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Epidermal growth factor augments adaptation following small bowel resection: optimal dosage, route, and timing of administration.
J Surg Res. 1998 Jun; 77(1):11-6.JS

Abstract

BACKGROUND

In assorted animal models of small bowel resection (SBR), exogenous epidermal growth factor (EGF) has been shown to augment intestinal adaptation. This study was designed to elucidate the optimal dose, route, and timing of exogenous EGF to boost adaptation in our murine model of SBR.

METHODS

Male ICR mice underwent either 50% proximal SBR or sham surgery (bowel transection with reanastomosis) and then randomized to receive either saline or human recombinant EGF (5, 50, 150, or 300 microg/kg/day) by twice daily intraperitoneal (i.p.) injection or orogastric gavage (o.g.). At 7 days, protein and DNA content, crypt depth, and villus height were determined in the ileum. The premium dose and route was then given for 1 week either during (1 week after SBR) or after the adaptive phase (1 month after SBR). Differences between group means were analyzed using ANOVA. A P < 0.05 was considered significant.

RESULTS

EGF enhanced DNA and protein content, crypt depth, and villus height to the greatest extent at a dosage of 50 microg/kg/day by the o.g. route. EGF had no significant effect on enhancing adaptation when given after the adaptive response had already occurred.

CONCLUSIONS

Intestinal adaptation is optimally enhanced by a specific dose and route of EGF. Exogenous EGF enhances adaptation only during the adaptive response to SBR and not after it has already taken place. Determination of the best circumstances for EGF administration will permit a systematic approach toward understanding a mechanism for the beneficial effect of EGF during intestinal adaptation.

Authors+Show Affiliations

Children's Hospital Medical Center, University of Cincinnati College of Medicine, Cincinnati, Ohio, 45229-3039, USA.No affiliation info availableNo affiliation info availableNo affiliation info availableNo affiliation info availableNo affiliation info availableNo affiliation info available

Pub Type(s)

Journal Article
Research Support, Non-U.S. Gov't

Language

eng

PubMed ID

9698525

Citation

Shin, C E., et al. "Epidermal Growth Factor Augments Adaptation Following Small Bowel Resection: Optimal Dosage, Route, and Timing of Administration." The Journal of Surgical Research, vol. 77, no. 1, 1998, pp. 11-6.
Shin CE, Helmrath MA, Falcone RA, et al. Epidermal growth factor augments adaptation following small bowel resection: optimal dosage, route, and timing of administration. J Surg Res. 1998;77(1):11-6.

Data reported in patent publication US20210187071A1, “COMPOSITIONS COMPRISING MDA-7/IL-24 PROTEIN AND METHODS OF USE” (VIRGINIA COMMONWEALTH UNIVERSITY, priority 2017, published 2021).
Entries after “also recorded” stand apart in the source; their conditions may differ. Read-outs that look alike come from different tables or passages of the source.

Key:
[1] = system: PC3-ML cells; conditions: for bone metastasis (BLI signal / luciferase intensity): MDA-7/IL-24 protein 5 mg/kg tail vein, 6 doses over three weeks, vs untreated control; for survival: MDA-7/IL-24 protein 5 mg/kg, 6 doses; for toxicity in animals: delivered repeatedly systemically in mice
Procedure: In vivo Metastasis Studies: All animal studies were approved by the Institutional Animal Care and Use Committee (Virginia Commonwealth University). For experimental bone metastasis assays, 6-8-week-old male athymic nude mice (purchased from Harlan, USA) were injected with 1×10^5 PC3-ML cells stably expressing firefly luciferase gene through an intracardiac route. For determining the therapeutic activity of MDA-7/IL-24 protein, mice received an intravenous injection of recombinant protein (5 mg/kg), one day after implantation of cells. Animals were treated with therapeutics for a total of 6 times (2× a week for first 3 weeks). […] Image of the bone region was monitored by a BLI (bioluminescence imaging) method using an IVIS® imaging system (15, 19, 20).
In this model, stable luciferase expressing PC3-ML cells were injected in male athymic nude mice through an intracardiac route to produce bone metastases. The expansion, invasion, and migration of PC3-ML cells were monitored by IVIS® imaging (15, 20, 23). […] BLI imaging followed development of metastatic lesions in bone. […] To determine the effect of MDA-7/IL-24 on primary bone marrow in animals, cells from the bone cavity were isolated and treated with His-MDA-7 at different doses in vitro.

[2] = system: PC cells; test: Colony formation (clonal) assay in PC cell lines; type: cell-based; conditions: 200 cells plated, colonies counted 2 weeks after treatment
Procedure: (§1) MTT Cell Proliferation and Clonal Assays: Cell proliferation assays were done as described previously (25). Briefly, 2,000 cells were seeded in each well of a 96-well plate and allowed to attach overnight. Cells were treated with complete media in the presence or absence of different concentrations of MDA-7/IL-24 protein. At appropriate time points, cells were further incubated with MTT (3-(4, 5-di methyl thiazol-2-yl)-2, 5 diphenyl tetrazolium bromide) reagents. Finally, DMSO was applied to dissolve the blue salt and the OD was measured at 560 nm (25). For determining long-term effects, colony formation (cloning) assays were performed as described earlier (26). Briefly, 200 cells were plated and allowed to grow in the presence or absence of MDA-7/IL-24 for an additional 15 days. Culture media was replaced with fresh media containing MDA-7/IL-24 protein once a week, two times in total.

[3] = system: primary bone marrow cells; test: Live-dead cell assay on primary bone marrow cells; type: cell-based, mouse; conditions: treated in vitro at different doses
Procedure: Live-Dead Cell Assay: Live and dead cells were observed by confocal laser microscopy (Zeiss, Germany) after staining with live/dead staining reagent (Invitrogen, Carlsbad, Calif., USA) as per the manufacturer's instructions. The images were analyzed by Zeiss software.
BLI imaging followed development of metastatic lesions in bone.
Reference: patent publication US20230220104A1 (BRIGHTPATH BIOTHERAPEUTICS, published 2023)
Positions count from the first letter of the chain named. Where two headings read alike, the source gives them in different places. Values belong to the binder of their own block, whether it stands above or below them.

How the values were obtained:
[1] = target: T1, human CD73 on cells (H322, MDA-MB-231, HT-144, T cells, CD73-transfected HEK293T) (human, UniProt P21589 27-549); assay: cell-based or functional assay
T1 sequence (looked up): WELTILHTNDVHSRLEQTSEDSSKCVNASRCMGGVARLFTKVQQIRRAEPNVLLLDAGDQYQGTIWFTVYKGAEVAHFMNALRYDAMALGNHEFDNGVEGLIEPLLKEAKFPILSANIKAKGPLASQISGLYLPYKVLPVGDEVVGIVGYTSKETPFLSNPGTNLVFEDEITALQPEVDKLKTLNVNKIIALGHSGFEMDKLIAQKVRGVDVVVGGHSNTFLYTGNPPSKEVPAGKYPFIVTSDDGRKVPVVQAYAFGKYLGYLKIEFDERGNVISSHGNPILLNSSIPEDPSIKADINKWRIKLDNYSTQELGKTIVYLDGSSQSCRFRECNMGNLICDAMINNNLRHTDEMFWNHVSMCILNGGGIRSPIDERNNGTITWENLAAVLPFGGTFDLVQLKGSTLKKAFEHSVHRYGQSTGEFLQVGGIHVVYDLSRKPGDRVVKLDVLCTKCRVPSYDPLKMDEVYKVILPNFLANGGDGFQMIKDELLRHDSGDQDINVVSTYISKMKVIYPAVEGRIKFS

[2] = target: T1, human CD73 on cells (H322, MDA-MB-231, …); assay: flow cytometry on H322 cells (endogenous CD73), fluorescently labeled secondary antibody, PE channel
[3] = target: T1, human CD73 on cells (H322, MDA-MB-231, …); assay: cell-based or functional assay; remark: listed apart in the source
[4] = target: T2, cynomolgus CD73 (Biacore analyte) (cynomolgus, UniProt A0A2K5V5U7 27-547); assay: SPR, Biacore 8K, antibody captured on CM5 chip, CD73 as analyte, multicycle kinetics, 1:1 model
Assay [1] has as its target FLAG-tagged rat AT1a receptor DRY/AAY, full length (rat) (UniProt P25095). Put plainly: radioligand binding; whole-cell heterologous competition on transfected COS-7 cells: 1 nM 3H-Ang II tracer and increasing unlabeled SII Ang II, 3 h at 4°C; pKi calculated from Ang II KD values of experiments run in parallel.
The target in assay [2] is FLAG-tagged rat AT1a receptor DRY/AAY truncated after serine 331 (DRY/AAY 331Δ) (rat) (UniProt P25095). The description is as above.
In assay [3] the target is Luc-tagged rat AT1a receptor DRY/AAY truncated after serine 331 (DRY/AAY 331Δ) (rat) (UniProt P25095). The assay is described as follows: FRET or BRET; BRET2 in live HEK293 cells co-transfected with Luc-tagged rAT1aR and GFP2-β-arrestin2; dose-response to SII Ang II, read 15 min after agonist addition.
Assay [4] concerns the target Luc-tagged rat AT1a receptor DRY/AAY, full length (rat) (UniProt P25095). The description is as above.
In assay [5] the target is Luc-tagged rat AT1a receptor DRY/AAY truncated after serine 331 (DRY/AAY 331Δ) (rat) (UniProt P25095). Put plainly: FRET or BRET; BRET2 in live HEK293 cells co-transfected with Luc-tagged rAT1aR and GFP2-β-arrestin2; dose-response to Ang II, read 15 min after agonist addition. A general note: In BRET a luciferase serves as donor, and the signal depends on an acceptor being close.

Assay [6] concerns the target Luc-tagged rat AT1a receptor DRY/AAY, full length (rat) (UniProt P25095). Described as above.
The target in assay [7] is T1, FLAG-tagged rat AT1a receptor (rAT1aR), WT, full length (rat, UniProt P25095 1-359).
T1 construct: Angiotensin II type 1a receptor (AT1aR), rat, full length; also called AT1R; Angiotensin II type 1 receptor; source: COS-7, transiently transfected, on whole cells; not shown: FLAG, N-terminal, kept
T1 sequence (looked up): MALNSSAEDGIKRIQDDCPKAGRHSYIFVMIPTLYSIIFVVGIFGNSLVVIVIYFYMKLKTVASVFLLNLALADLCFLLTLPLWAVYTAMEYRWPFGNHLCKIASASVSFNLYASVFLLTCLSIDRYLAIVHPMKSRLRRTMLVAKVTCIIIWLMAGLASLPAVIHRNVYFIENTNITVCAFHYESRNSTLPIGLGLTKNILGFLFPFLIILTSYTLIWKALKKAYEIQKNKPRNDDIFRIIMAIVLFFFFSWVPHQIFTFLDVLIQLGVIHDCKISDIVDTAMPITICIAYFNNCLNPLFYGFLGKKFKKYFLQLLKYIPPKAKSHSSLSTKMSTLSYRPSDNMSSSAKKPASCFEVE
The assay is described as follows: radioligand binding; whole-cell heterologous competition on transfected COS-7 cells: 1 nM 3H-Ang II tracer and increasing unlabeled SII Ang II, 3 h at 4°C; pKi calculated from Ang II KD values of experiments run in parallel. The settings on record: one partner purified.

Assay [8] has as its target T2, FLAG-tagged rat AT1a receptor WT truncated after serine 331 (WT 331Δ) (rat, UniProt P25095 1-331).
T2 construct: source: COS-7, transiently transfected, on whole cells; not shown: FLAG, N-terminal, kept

Shin, C. E., Helmrath, M. A., Falcone, R. A., Fox, J. W., Duane, K. R., Erwin, C. R., & Warner, B. W. (1998). Epidermal growth factor augments adaptation following small bowel resection: optimal dosage, route, and timing of administration. The Journal of Surgical Research, 77(1), 11-6.
Shin CE, et al. Epidermal Growth Factor Augments Adaptation Following Small Bowel Resection: Optimal Dosage, Route, and Timing of Administration. J Surg Res. 1998;77(1):11-6. PubMed PMID: 9698525.
* Article titles in AMA citation format should be in sentence-case
TY - JOUR T1 - Epidermal growth factor augments adaptation following small bowel resection: optimal dosage, route, and timing of administration. AU - Shin,C E, AU - Helmrath,M A, AU - Falcone,R A,Jr AU - Fox,J W, AU - Duane,K R, AU - Erwin,C R, AU - Warner,B W, PY - 1998/8/12/pubmed PY - 2001/3/28/medline PY - 1998/8/12/entrez SP - 11 EP - 6 JF - The Journal of surgical research JO - J Surg Res VL - 77 IS - 1 N2 - BACKGROUND: In assorted animal models of small bowel resection (SBR), exogenous epidermal growth factor (EGF) has been shown to augment intestinal adaptation. This study was designed to elucidate the optimal dose, route, and timing of exogenous EGF to boost adaptation in our murine model of SBR. METHODS: Male ICR mice underwent either 50% proximal SBR or sham surgery (bowel transection with reanastomosis) and then randomized to receive either saline or human recombinant EGF (5, 50, 150, or 300 microg/kg/day) by twice daily intraperitoneal (i.p.) injection or orogastric gavage (o.g.). At 7 days, protein and DNA content, crypt depth, and villus height were determined in the ileum. The premium dose and route was then given for 1 week either during (1 week after SBR) or after the adaptive phase (1 month after SBR). Differences between group means were analyzed using ANOVA. A P < 0.05 was considered significant. RESULTS: EGF enhanced DNA and protein content, crypt depth, and villus height to the greatest extent at a dosage of 50 microg/kg/day by the o.g. route. EGF had no significant effect on enhancing adaptation when given after the adaptive response had already occurred. CONCLUSIONS: Intestinal adaptation is optimally enhanced by a specific dose and route of EGF. Exogenous EGF enhances adaptation only during the adaptive response to SBR and not after it has already taken place. Determination of the best circumstances for EGF administration will permit a systematic approach toward understanding a mechanism for the beneficial effect of EGF during intestinal adaptation. SN - 0022-4804 UR - https://www.unboundmedicine.com/medline/citation/9698525/Epidermal_growth_factor_augments_adaptation_following_small_bowel_resection:_optimal_dosage_route_and_timing_of_administration_ L2 - https://linkinghub.elsevier.com/retrieve/pii/S0022-4804(98)95336-7 DB - PRIME DP - Unbound Medicine ER -